$260
100 µl
APPLICATIONS
REACTIVITY
Human, Mouse, Rat

Application Methods: Western Blotting

Background: Rab35 belongs to the small GTPase superfamily. By interacting with its specific GEF or GAP, Rab35 regulates cargo-specific endocytosis at the vesicle recycling step or mediates exocytosis at the exosome docking/tethering step (1-4). During cytokinesis, Rab35 interacts with OCRL phosphatase and is essential for maintaining intercellular bridge stability and abscission by controlling the concentration of phosphatidylinositol 4,5-bisphosphate (PIP2) and SEPT2 localization at the intercellular bridge (5,6). Rab35 also plays a role in actin assembly and the recruitment of Cdc42 and Rac1 to the site of filopodium by its direct interaction with actin-bundling protein fascin and actin-binding protein connecdenn 3 (7-9).

$260
100 µl
APPLICATIONS
REACTIVITY
Human, Monkey, Mouse, Rat

Application Methods: Flow Cytometry, Immunofluorescence (Immunocytochemistry), Western Blotting

Background: Valosin-containing protein (VCP) is a highly conserved and abundant 97 kDa protein that belongs to the AAA (ATPase associated with a variety of cellular activities) family of proteins. VCP assembles as a homo-hexamer, forming a ring with a channel at its center (1,2,3). VCP homo-hexamers associate with a variety of protein cofactors to form many distinct protein complexes, which act as chaperones to unfold proteins and transport them to specific cellular compartments or to the proteosome (4). These protein complexes participate in many cellular functions, including vesicle transport and fusion, fragmentation and reassembly of the golgi stacks during mitosis, nuclear envelope formation and spindle disassembly following mitosis, cell cycle regulation, DNA damage repair, apoptosis, B- and T-cell activation, NF-κB-mediated transcriptional regulation, endoplasmic reticulum (ER)-associated degradation and protein degradation (4). VCP appears to localize mainly to the endoplasmic reticulum; however, tyrosine phosphorylation is associated with relocalization to the centrosome during mitosis (5). In addition, following cellular exposure to ionizing radition, VCP is phosphorylated at Ser784 in an ATM-dependent manner and accumulates in the nucleus at sites of double-stranded DNA breaks (DSBs) (6). Exposure to other types of DNA damaging agents such as UV light, bleomycin or doxorubicin results in phosphorylation of VCP by ATR and DNA-PK in an ATM-independent manner (6).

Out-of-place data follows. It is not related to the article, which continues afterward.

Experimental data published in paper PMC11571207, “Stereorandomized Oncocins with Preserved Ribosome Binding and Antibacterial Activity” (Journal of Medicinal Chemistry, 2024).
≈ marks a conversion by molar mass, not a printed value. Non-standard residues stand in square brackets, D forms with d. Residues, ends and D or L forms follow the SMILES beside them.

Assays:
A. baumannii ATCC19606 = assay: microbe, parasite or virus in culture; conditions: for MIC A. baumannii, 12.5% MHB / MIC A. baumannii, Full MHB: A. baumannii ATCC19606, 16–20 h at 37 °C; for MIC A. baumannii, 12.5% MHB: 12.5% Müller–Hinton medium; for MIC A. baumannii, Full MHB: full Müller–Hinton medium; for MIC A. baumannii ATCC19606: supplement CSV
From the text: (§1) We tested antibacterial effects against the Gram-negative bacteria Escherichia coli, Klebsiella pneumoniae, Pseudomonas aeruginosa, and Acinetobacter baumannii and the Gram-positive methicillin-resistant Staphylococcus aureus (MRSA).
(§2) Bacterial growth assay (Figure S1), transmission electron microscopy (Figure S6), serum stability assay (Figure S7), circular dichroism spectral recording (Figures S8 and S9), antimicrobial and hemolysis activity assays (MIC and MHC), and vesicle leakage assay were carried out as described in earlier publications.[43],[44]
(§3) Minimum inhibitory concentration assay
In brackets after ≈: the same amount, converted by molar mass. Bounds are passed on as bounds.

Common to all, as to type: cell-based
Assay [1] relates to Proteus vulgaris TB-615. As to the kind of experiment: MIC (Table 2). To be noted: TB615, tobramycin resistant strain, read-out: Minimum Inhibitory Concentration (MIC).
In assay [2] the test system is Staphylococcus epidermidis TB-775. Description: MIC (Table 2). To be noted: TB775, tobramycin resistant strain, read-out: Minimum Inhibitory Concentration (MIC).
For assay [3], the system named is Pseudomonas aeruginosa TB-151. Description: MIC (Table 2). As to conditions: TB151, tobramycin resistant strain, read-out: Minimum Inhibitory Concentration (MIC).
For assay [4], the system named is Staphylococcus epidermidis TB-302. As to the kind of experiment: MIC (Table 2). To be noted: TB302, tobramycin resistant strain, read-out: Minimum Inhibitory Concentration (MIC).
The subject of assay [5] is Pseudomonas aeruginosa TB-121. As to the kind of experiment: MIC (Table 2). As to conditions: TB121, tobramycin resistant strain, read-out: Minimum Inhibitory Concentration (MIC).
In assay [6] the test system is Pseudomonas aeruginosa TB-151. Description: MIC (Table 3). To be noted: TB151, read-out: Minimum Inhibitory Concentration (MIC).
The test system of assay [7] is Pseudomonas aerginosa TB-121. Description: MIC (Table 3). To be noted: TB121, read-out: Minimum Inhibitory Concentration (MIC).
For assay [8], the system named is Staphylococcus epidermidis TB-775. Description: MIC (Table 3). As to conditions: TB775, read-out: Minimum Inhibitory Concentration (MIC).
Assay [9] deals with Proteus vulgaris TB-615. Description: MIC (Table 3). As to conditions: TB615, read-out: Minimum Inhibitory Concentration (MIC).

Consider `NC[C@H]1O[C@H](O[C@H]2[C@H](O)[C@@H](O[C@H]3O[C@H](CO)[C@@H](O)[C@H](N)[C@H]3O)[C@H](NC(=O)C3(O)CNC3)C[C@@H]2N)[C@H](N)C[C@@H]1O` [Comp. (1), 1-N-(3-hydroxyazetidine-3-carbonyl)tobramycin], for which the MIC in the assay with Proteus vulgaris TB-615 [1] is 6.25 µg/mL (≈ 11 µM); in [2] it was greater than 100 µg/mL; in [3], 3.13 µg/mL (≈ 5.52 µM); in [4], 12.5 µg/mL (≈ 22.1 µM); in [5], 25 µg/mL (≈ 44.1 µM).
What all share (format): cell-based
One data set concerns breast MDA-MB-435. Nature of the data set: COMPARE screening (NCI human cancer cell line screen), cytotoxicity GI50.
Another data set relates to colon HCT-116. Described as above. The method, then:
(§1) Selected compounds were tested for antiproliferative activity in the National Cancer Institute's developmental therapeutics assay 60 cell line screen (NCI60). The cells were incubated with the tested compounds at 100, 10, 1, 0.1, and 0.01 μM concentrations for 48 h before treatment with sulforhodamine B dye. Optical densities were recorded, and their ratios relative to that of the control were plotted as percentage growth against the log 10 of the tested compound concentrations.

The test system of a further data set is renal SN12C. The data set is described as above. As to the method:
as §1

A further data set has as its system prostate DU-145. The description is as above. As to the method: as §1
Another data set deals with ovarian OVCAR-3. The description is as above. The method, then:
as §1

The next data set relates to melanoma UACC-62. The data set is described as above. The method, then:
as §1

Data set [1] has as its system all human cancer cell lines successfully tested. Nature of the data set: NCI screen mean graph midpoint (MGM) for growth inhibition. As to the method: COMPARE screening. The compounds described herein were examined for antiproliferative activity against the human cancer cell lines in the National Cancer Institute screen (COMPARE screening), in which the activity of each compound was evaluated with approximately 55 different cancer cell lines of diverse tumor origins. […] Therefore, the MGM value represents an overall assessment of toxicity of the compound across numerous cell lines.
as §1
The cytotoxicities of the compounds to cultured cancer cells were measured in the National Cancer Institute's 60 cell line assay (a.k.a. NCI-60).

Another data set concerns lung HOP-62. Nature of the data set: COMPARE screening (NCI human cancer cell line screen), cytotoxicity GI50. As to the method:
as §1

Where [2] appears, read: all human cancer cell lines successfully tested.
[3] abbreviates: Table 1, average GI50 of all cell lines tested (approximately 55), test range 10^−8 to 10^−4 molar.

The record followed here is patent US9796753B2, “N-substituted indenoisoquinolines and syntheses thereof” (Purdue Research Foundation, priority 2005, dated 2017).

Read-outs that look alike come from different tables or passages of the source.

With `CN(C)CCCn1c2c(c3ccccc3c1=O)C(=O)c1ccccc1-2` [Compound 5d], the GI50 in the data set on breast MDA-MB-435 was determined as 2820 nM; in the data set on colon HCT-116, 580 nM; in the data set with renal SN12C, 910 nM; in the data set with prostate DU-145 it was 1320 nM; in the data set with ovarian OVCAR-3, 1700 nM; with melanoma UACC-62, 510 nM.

$260
100 µl
APPLICATIONS
REACTIVITY
D. melanogaster, Human, Mouse, Rat, Zebrafish

Application Methods: Western Blotting

Background: The highly conserved receptor for activated C kinase 1 (RACK1), homologous to the β subunit of heterotrimeric G-proteins, was originally identified through its binding of active PKCβII and other classical PKC isoforms (1). RACK1 is a scaffold protein that recruits PKC and a wide range of other proteins to specific subcellular locations, promoting the formation of multiprotein complexes to induce and integrate various signaling pathways (reviewed in 2). One example of this is its enhancement of PKC-dependent JNK activation (3). RACK1 protein also resides in the eukaryotic ribosome, suggesting the possibility that RACK1 participates in the assembly of signaling complexes that regulate translation as well (reviewed in 4). RACK1 binds the SH2 domain of Src, and phosphorylation of RACK1 by Src occurs at Tyr228 after PKC activation (5).